60. Talking with parents and other adults in their lives
  61. Spending time in book stores
  62. Odyssey of the Mind group challenges
  63. Walking the dog
  64. Writing conferences like the Conference for Young Writers
  65. Garage sales (hosting and shopping them)
  66. Babysitting and doing other jobs in the community
  67. Visiting with elders in the community
  68. Taking part in nature programs
  69. Bringing outgrown clothes and toys to shelters
  70. Chatting with the staff at museums, parks and nature centers
  71. Helping out at the humane society
  72. Visiting beekeepers and farmers
  73. Getting together with homeschool families for theme days
  74. Going to openings at local art galleries (or just going on a weekday afternoon, talking about the art and chatting with the staff)
  75. Visiting local horse stables and trading learning or riding lessons for work
  76. Homeschool parties for holidays like Valentine’s Day, Mardis Gras and Halloween
  77. Memberships to secure online children’s forums like New Moon Girls
  78. Nature clubs
  79. Taking part in free woodshops for kids at Home Depot
  80. Touring pumpkin patches and apple orchards
  81. Summer camp
  82. Taking part in extracurricular programs like band and sports through local schools (homeschoolers are eligible to take part in public school programs in MN but not in all states)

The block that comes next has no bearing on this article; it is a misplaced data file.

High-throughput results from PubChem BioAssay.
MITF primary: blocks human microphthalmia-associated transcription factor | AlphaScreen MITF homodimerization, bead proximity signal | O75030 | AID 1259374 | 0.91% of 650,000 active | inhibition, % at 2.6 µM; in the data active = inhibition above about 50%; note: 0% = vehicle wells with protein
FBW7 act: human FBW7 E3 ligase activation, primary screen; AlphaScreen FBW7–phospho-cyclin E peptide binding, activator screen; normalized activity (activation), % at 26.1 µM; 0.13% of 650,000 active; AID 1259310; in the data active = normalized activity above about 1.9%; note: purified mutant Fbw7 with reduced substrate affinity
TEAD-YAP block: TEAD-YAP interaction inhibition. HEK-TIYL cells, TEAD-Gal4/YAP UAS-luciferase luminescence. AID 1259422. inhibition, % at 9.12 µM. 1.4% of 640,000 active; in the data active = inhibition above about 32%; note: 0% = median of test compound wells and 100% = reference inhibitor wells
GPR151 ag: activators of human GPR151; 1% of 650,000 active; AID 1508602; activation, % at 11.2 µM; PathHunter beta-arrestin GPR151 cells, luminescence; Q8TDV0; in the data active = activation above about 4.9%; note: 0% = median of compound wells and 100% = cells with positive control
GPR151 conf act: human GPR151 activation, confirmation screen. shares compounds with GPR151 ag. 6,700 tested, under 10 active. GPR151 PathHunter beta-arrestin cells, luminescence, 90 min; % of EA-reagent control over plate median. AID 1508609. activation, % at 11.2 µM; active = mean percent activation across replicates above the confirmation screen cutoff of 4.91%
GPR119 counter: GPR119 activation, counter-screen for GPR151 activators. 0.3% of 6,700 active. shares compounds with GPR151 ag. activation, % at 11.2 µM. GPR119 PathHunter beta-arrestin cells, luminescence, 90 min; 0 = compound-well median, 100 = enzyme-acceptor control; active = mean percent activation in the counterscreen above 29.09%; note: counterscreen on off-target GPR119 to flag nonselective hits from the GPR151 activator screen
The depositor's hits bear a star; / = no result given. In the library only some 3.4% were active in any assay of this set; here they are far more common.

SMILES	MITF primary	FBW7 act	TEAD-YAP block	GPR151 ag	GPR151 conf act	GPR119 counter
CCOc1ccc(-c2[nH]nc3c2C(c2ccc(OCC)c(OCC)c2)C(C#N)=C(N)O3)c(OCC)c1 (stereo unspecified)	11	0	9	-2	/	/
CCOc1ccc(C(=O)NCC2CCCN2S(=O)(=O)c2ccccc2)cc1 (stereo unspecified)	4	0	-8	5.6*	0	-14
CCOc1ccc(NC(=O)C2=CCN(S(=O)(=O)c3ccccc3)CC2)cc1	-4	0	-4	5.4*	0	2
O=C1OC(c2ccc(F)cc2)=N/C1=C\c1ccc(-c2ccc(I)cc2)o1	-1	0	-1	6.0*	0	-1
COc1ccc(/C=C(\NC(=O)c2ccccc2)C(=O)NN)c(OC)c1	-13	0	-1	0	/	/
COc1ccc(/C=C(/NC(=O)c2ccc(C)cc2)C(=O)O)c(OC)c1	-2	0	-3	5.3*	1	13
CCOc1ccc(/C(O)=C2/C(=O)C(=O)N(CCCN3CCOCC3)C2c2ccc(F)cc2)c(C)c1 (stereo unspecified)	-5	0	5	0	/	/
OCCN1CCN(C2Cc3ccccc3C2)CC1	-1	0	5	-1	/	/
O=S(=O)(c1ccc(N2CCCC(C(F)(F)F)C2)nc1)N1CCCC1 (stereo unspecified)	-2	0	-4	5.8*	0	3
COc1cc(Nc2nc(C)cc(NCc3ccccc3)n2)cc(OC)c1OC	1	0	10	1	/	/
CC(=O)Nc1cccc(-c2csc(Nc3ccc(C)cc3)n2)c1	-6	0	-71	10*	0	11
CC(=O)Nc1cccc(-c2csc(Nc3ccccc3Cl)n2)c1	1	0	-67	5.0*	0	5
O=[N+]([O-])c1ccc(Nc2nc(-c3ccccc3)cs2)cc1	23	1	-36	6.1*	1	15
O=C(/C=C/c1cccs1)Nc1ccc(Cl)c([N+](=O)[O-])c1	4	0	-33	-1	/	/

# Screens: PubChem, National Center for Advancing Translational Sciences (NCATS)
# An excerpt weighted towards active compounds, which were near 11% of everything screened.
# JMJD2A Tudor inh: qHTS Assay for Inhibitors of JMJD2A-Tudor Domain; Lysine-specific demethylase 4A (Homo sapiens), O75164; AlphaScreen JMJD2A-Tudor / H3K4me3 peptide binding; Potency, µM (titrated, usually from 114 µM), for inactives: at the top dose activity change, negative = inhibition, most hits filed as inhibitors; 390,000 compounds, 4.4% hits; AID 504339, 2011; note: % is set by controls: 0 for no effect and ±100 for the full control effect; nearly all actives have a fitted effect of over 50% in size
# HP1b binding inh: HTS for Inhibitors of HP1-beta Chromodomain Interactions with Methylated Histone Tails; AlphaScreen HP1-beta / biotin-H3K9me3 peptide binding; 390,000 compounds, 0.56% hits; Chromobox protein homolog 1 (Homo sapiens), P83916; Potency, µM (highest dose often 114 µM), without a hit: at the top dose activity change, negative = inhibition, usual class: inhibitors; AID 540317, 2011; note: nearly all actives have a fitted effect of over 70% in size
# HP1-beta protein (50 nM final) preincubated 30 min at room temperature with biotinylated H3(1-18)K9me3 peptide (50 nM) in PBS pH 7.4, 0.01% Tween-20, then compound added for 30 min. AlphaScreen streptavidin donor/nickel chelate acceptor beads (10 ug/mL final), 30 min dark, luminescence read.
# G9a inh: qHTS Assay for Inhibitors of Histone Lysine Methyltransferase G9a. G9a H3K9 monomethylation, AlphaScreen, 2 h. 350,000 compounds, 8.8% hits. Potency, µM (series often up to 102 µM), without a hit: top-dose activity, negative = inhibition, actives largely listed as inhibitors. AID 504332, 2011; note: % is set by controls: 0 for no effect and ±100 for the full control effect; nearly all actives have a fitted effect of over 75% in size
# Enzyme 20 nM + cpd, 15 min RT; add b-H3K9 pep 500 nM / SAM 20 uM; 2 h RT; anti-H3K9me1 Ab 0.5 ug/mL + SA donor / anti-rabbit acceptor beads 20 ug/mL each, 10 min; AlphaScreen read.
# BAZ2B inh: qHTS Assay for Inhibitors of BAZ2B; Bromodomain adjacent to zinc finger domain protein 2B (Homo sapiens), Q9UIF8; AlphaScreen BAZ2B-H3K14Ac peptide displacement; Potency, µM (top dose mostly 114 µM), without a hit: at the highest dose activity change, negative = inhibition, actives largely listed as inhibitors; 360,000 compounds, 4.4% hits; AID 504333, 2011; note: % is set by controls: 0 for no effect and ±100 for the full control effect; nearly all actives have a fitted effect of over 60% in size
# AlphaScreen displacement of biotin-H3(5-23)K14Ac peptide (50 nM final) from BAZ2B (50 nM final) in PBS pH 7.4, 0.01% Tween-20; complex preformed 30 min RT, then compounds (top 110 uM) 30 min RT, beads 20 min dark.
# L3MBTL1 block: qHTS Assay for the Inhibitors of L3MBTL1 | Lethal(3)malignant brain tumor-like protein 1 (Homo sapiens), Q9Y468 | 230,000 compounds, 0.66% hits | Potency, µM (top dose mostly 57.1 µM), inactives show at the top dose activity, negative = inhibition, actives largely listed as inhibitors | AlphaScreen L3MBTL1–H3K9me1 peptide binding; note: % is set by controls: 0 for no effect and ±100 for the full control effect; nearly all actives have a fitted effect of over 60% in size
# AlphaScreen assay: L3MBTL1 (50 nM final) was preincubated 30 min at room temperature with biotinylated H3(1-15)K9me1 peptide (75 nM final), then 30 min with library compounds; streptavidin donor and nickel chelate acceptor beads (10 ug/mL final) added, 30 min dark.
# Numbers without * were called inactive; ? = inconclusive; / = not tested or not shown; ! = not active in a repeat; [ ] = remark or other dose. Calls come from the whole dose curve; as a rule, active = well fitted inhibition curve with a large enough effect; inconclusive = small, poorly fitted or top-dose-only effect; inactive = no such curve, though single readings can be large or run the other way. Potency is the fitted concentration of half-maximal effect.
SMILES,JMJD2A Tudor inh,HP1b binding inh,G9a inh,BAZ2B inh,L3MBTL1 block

83. Wacky homeschool events like pajama parties in the park
  84. Trick or treating
  85. Bringing cookies to the local fire station
  86. Visiting children’s museums
  87. Joining groups like the Betsy-Tacy society
  88. Homeschool days at rock climbing centers and recreation centers
  89. Attending free family concerts
  90. Homeschool theater programs
  91. Camping parties
  92. National unschooling conferences (which tend to have days of fun activities for parents and kids alike)
  93. City celebrations, carnivals and fairs
  94. Staying with friends and relatives out of town
  95. Winter waterpark getaways with other homeschoolers
  96. Dance classes
  97. Taking part in blogs and social networks as teens
  98. Taking part in real archeology digs
  99. Lemonade stands
  100. Just being out experiencing life!

Getting Started Homeschooling: Everything You Need to Know About Legal Requirements, Curricula, Testing, Types of Homeschooling, Learning Styles, Socialization and Making It Fun for Everyone

This is just the tip of the iceberg, of course. Other homeschool families could add many more. There is certainly never a lack of socialization opportunities for homeschoolers.

Local email lists and Facebook groups for homeschoolers offer information about ongoing play groups, conferences, field trips, classes, co-ops and other opportunities, as well.

Excerpted from the book, Getting Started Homeschooling: Everything You Need to Know About Legal Requirements, Curricula, Testing, Types of Homeschooling, Learning Styles, Socialization and Making It Fun for Everyone. 





Post Author: A Magical Homeschool